Water is a multi-faceted resource and our expertise in the water environment reflects this
Our work reflects issues with major societal impacts including flooding, drought, ecosystem services associated with moving water, and delta futures. We have a major profile within the UK in relation to flooding and its impacts but our research sites are world-wide including Iceland, Chile, the Yangtze and other major deltas in SE Asia. Our research centres on a number of sub-themes including geomorphological impacts of floods, glacial outburst floods, 'citizen science' in relation to flood risk, and Anthropocene water futures.
Dr Stuart Dunning
Senior Lecturer in Physical Geography
Telephone: +44 (0) 191 208 3251
Dr Matthew Perks
Lecturer in Physical Geography
Telephone: +44 (0) 191 208 4728
Professor Andrew Russell
Professor of Physical Geography
Telephone: +44 (0) 191 208 6951
Landslides triggered by Storm Desmond at the A83, Rest and Be Thankful, ScotlandLandslides triggered by Storm Desmond at the A83, Rest and Be Thankful, Scotland
Landslides triggered by Storm Desmond at the A83, Rest and Be Thankful, Scotland
Location: Scotland, 36°13'25.00"N, 04°50'31.00"W
Newcastle staff: Dr Stuart Dunning
External collaborators: Dr Mike Lim, Bradley Sparkes (University of Northumbria); Prof. Mike Winter (Transport Research Laboratories)
Project outline: Storm Desmond produced intense and prolonged rainfall which resulted in extensive flooding in the U.K. A number of landslides were also triggered, many of which damaged infrastructure and the transport network in particular. We are in a unique position, holding pre-event, and during event data for slopes that failed during and after Storm Desmond at the most 'at risk' trunk road in Scotland1-3, the A83 Rest and Be Thankful (RABT), Argyll and Bute, which is a key arterial route. Since 2007 at least 13 debris flows have occurred. Existing monitoring has been invaluable in defining post-event conditions and sediment dynamics with instruments often installed after events, but there are no complete (pre- and post-) data on a single large event. This is essential in refining and validating physical and numerical modelling approaches, which can be used for enhanced management of the problem, and the design/refinement of appropriate monitoring and mitigation strategies that our project partners are responsible for putting into operation. Our proposal is to collect transient post-event data to allow follow-on funding proposals to answer the outstanding science questions, which are relevant for multiple sites beyond the RABT, and to document the transience of key evidence to inform how 'urgently' we do need respond to future large events to adequately quantify them.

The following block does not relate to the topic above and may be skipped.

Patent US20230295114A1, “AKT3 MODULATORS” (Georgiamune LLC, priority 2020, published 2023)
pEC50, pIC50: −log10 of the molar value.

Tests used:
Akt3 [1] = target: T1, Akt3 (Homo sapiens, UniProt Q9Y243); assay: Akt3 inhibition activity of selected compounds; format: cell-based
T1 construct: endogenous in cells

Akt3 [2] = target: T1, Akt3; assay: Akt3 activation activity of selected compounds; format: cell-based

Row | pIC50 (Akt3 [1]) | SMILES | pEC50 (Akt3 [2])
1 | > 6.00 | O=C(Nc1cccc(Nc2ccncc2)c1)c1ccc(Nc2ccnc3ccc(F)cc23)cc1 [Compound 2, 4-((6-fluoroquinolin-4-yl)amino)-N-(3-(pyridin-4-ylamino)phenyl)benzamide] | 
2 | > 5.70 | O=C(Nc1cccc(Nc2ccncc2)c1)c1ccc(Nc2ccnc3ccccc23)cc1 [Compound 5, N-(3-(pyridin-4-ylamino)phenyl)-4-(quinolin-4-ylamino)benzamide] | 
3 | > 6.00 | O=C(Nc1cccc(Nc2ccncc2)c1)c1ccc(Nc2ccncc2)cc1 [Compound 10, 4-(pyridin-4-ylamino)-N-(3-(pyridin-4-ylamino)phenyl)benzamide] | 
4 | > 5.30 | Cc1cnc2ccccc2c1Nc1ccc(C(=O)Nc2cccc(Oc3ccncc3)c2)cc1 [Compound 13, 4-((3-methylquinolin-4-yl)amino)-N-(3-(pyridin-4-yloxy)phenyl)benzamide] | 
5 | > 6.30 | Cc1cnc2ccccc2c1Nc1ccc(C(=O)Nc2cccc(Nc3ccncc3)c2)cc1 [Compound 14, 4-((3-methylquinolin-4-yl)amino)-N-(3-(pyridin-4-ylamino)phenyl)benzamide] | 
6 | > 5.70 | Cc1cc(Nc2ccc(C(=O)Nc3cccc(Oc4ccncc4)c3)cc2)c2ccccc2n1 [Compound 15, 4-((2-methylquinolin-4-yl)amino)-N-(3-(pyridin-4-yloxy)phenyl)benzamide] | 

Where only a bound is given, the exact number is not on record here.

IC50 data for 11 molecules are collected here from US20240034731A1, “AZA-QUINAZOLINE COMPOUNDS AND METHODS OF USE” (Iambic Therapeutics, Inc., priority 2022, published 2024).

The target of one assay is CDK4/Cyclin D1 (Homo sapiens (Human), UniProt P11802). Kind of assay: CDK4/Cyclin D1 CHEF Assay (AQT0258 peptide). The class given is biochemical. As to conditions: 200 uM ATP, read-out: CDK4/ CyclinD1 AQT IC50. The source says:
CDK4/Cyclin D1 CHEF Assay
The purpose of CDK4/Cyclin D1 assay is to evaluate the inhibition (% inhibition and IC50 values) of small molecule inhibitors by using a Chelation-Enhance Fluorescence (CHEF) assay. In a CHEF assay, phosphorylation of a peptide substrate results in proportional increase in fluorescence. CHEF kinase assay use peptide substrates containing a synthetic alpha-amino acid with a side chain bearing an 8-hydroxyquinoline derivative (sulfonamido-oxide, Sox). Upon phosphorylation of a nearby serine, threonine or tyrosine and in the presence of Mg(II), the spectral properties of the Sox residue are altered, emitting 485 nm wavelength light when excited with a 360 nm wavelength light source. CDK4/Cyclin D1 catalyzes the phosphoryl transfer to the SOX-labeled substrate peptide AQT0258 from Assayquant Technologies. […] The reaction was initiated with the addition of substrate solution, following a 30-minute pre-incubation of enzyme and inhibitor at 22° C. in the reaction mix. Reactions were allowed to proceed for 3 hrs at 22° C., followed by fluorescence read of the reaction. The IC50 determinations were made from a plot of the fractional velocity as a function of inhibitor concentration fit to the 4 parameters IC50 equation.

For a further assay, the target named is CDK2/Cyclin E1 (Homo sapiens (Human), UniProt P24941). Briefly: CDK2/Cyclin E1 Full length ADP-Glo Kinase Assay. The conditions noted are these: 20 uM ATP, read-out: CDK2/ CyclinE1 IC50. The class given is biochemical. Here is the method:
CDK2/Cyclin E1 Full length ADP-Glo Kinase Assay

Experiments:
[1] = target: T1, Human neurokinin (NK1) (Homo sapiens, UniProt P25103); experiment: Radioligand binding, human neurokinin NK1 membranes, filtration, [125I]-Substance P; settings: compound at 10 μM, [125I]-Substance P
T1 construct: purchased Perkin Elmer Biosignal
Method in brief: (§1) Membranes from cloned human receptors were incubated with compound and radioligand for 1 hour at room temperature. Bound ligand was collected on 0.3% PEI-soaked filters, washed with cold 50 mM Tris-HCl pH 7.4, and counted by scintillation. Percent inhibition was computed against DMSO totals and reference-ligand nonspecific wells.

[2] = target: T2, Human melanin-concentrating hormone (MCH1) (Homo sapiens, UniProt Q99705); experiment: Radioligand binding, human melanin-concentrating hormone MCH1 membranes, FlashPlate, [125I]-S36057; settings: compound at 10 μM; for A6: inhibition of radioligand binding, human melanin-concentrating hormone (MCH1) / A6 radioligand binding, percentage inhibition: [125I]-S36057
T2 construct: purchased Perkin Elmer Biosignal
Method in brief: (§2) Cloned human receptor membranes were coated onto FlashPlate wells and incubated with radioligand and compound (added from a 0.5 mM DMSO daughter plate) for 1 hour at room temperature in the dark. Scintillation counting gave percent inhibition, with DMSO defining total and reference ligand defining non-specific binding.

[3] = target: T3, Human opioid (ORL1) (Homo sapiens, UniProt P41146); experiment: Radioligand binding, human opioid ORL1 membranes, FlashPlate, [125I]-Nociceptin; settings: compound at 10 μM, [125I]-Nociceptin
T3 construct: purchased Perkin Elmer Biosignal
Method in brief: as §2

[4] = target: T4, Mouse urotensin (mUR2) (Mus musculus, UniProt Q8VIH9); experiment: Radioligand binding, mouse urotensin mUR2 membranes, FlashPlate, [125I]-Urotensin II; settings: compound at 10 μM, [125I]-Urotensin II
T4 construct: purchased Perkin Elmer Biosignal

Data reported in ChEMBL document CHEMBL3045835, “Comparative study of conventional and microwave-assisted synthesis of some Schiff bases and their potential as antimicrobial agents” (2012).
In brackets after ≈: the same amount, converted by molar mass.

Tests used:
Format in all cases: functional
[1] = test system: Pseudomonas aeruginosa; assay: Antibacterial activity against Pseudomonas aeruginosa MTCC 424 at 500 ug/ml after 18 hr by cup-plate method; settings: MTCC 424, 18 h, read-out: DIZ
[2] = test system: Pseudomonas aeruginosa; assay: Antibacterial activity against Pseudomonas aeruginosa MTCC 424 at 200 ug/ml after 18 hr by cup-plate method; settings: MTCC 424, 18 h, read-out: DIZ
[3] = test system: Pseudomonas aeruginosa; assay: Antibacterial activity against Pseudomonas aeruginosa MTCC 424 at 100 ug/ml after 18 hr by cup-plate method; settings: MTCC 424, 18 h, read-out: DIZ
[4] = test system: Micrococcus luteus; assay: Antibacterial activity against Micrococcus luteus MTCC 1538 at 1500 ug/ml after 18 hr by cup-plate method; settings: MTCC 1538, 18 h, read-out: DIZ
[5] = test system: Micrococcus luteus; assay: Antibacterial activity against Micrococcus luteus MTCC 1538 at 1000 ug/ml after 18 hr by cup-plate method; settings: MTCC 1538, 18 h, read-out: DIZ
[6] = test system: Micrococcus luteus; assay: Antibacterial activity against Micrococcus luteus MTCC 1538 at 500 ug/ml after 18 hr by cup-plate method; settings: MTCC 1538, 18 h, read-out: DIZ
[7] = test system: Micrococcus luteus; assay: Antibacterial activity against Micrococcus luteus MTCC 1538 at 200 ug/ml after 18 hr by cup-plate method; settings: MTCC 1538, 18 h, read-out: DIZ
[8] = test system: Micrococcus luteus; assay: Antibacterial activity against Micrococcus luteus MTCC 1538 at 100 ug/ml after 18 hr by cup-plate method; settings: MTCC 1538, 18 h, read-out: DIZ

Acknowledgments: This research was supported by a National Environmental Research Council Urgency Grant (£47k, PI Dunning).
Our postgraduates are working on a wide variety of geography subjects.
Callum Pearson: Flood management in HepalCallum Pearson: Flood management in Hepal
The current flood management approach in Nepal, and in much of the wider Himalayan region, is concentrated at the area of impact and does not to consider potential flood management interventions in the source areas in the upper parts of the catchment. My PhD project is investigating the potential impact of flood management interventions in these source areas through working at the catchment scale.
The project will first analyse the spatial pattern of flood risk generation at the national scale before undertaking detailed modelling of a study catchment to quantify potential flood management interventions. The final outcome of the project is the development of a toolkit that can apply the approach to other locations in Nepal and globally.
My research interests are predominantly focused around flood management and hydrology. I graduated from the University of Glasgow with a BSc in Geography. Following that I have completed an MRes at Durham University and worked for a small flood risk consultancy in Glasgow. For my MRes thesis I used a combination of a physically-based, spatially-distributed hydrological model (CRUM3), a risk-based model focused on hydrological connectivity (SCIMAP-Flood) and stakeholder engagement to develop and model natural flood management interventions at the catchment scale.
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